The burning liquor, once in the water system got as far as Stanners Street to the east of the town and there was some panic there with people taking their belongings out into the street.  But there was little damage there.

As night fell, the fire continued to blaze, lighting up the sky and was visible for miles around.  Many people travelled to the area to view the scene and the police were kept busy containing the spectators.  The building collapsed and firefighters had a difficult job trying to stop the flames spreading from the store to the distillery itself. It was three o’clock in the morning before the fire was eventually contained.  It was estimated that a million gallons of whisky were destroyed.

During the blitz blitz of May 1941 the Ardgowan Distillery was once again set on fire during the heavy bombing by the Germans during WWII.

Thursday 16 May 2024

William Spence and logarithms

William Spence died in 1815 at the age of just 37.  Born in Greenock in 1777 he became an accomplished mathematician.  He was so well regarded that a subscription was raised to mark his life with a memorial in the Mid Kirk of Greenock.  There it can still be seen today, more than 200 years after his death.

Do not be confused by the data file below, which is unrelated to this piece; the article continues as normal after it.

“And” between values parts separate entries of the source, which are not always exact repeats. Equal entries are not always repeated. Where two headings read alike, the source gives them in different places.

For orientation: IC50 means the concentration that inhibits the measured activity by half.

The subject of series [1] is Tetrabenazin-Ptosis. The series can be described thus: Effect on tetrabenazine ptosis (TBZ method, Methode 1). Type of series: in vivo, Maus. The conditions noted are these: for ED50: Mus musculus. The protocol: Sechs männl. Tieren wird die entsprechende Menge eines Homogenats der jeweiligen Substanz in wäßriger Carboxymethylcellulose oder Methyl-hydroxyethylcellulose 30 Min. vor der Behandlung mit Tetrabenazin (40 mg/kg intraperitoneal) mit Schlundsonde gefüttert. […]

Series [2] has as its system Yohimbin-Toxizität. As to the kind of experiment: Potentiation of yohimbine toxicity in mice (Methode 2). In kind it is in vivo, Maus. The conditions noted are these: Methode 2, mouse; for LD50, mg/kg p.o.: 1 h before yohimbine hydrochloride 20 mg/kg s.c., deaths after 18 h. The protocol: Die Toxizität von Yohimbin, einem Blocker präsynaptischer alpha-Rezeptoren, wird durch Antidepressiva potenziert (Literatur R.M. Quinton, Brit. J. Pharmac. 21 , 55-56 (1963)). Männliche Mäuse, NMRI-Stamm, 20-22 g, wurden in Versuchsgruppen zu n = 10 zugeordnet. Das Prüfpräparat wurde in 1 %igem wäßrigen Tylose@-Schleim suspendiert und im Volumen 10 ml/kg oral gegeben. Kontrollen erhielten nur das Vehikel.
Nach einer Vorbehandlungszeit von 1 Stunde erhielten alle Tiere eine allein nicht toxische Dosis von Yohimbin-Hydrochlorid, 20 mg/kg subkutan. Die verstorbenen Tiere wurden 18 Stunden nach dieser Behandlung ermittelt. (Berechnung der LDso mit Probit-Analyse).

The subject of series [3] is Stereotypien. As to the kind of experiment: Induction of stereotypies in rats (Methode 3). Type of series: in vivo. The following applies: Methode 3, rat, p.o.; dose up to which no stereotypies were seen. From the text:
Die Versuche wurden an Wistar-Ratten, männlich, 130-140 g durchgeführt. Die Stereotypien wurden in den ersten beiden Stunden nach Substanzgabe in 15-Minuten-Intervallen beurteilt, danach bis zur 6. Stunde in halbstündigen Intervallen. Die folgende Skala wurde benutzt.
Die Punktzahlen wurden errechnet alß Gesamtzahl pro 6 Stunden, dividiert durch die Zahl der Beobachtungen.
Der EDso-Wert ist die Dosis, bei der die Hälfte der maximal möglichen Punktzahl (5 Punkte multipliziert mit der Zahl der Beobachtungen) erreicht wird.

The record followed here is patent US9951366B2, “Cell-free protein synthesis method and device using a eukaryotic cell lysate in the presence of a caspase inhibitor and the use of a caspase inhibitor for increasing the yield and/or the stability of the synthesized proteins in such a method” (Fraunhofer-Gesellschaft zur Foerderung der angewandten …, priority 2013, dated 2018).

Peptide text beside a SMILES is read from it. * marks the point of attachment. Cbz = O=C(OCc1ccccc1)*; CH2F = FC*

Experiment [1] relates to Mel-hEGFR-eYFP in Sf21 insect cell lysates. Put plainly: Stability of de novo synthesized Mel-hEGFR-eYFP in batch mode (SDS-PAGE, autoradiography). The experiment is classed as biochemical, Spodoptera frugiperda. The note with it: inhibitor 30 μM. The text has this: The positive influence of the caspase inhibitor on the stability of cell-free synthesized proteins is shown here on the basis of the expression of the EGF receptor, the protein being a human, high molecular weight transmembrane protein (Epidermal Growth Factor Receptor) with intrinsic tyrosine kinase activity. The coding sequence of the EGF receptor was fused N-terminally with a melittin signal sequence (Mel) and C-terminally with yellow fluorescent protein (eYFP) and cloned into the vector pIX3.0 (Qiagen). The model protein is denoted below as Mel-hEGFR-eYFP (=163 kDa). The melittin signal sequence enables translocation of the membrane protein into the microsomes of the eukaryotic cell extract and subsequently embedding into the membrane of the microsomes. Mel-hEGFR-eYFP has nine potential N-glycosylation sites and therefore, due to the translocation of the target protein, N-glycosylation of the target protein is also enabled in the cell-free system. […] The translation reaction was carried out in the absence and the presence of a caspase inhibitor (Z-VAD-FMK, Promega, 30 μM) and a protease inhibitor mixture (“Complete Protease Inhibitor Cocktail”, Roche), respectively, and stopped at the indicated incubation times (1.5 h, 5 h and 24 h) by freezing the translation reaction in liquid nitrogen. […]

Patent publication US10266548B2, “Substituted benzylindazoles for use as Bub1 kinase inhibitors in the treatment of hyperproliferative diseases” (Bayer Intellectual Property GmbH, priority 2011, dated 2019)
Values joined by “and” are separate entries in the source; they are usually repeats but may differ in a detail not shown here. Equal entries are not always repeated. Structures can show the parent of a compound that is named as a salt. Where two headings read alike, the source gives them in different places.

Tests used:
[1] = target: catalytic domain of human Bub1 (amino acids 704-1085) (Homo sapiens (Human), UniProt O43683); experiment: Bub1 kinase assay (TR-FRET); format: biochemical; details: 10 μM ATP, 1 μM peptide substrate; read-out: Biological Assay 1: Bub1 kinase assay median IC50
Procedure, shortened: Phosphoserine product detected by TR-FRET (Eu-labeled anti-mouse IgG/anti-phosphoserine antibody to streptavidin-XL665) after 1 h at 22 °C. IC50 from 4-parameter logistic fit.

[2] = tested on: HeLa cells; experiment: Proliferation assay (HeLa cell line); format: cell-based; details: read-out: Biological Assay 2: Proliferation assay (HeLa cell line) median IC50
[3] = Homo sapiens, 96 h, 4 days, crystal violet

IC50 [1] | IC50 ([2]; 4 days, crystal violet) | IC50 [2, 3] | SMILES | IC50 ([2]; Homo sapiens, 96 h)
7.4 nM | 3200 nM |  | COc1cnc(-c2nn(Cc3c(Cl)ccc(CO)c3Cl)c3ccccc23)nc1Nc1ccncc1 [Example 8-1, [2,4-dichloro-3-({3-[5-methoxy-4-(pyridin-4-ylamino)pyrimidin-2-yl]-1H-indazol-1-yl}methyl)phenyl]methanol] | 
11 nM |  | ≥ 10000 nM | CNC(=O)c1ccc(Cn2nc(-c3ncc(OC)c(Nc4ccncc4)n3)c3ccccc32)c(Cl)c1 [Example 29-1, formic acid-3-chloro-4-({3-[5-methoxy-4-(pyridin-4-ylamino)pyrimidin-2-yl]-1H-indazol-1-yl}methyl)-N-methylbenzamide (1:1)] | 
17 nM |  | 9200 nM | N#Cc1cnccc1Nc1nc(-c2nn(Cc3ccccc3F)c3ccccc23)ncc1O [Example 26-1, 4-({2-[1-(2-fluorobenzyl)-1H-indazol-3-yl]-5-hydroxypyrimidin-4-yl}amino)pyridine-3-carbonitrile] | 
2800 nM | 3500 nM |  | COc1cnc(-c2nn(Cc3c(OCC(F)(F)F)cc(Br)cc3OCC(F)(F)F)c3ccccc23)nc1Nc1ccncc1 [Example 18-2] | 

Picture source - Watt Institution

William Spence was the son of Greenockian Ninian Spence (1727-1797), coppersmith, who had married Sarah Townsend in 1766.  William was born in July 1777.  His father owned several properties in Greenock – their home in Hamilton Street, a tenement later the site of Gourock Ropeworks Stores facing Shaw and Cross Shore Streets (Spence’s Land) and another tenement at the head of William Street later the site of the British Linen Company and Provident Bank.  In 1793 Ninian Spence was the Town Treasurer.  William’s grandfather, John Spence, also a coppersmith was married to Jean Rowan (he married three times).  Ninian was their son.

 Aged just four, William Spence sent to the English School in the Royal Close and later to the Grammar School.  He also received lessons in arithmetic and writing in another school in the same building.  That’s where he met his lifelong friends, John Galt and James Park.  At the age of twelve he was interested in science, constructing brass cannons, making gunpowder and fulminating powder (explosive powder) to the extent of conducting experiments in the home and gaining the admiration of his young schoolfriends Galt and Park.  In his biography of Spence, Galt would later write – “His manners also were no less peculiar and his staidness was so remarkable, even before he became a mathematician, that about the age of fourteen he obtained from his companions the title of the Philosopher; and this title, although certainly not intended as a mark of respect, was undoubtedly bestowed from a sentiment of that kind mingled with something in ridicule of his constitutional gravity.